Because a naturally occurring caffeine-addicted bacteria just isn’t cool enough any more, a team of microbiologists have genetically engineered a newer, better, more advanced caffeine-addicted bacteria. That’s the startling information from a letter published this month in the journal ACS Synthetic Biology.
The natural organism, Pseudomonas putida, is just soooo 2011. Yet it was only two years ago that a humble soil bacteria discovered in a University of Iowa flower bed gained worldwide attention for its adorable habit of feeding entirely on caffeine.
Oh, it was the darling of science for a little while. Presented to the world at an American Society for Microbiology conference in New Orleans,P. putida‘s gift for digesting caffeine — its only food — was going to lead the way to new medicines for everything from asthma to cardiovascular disease.
Or, at the very least, it was going to lead to a new and improved process for creating decaffeinated coffee.
But that was yesterday’s caffeine-addicted bacteria. Today’s version is a new and improved genetically modified beast. The team has successfully transferred the caffeine-feeding genetic material from P. putida to an easy-to-handle lab classic Escherichia coli.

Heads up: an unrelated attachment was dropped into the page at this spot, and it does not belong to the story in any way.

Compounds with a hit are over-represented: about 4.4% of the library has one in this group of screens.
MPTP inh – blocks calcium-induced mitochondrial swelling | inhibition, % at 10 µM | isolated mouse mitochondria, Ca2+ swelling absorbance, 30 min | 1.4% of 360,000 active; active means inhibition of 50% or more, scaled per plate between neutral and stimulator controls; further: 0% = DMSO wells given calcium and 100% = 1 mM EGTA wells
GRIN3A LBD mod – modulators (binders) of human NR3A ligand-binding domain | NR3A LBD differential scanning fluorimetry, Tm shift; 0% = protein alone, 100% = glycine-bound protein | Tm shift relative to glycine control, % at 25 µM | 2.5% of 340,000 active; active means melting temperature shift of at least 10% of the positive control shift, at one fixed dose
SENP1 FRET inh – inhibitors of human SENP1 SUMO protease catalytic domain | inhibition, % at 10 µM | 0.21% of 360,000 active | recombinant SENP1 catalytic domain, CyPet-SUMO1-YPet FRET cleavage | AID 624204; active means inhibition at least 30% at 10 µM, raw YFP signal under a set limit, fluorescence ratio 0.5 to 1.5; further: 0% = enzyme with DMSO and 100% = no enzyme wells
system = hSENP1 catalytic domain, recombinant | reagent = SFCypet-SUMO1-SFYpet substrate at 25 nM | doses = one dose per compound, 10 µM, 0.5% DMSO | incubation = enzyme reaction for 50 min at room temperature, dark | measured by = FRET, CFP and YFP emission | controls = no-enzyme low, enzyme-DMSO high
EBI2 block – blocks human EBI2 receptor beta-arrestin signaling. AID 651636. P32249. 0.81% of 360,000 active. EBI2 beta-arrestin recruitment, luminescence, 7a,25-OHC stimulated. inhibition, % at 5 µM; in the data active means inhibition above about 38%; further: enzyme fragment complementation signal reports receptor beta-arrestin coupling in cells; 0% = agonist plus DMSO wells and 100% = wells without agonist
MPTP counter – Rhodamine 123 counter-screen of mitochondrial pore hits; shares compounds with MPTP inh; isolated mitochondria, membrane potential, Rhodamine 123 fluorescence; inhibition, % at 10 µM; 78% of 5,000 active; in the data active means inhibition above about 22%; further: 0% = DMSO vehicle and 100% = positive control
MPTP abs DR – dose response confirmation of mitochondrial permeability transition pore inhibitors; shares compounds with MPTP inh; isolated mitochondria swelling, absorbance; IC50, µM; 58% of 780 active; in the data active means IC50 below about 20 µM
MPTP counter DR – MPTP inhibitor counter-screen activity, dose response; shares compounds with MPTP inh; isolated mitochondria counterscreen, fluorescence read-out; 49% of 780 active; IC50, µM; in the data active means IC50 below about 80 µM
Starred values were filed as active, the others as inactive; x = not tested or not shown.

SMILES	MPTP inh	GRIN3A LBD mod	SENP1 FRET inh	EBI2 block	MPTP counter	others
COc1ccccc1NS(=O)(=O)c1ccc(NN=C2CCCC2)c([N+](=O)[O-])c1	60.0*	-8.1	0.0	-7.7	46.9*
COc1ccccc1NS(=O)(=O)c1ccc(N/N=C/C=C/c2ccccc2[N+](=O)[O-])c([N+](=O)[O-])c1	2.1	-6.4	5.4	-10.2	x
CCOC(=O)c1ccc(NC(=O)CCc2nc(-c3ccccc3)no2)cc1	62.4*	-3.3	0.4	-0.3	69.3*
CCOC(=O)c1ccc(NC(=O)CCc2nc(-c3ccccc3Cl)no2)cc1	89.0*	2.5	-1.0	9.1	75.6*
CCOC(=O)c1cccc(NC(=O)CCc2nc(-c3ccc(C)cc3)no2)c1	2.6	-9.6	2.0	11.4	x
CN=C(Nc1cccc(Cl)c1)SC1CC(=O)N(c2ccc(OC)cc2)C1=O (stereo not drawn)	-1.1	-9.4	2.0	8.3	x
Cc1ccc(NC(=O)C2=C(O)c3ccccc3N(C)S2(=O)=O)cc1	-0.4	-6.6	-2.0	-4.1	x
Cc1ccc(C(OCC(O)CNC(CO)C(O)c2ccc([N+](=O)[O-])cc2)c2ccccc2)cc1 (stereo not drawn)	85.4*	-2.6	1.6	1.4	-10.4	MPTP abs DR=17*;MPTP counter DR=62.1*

Once they performed the transfer, good old E. coli was instantly addicted to caffeine and performed admirably at the task of slurping all the caffeine out of various “common beverages.”
No word on whether they tried it on the highly caffeinated new brew, Death Wish Coffee.
Not that I want to alarm anyone, and I’m confident that the microbiologists know exactly what they’re doing, but E. coli has another role. Harmless strains of the organism often live out their lives as human gut bacteria, where they reportedly sometimes helpfully produce vitamin K.
The new strain is presumably being produced because it’s more effective at removing caffeine from beverages than some random rural bacteria that hangs out with flower roots.
Here’s my question. Say this new, improved caffeine-eater escapes into the wild and then colonizes peoples’ guts, where it can feast away on any caffeine you might happen to consume. Anybody have a problem with that?
Forget the oncoming zombie apocalypse. If the caffeine-addicted bacteria gets loose, we might welcome the end of the world.
[coffee photo courtesy Jon Sullivan and Wikipedia Commons]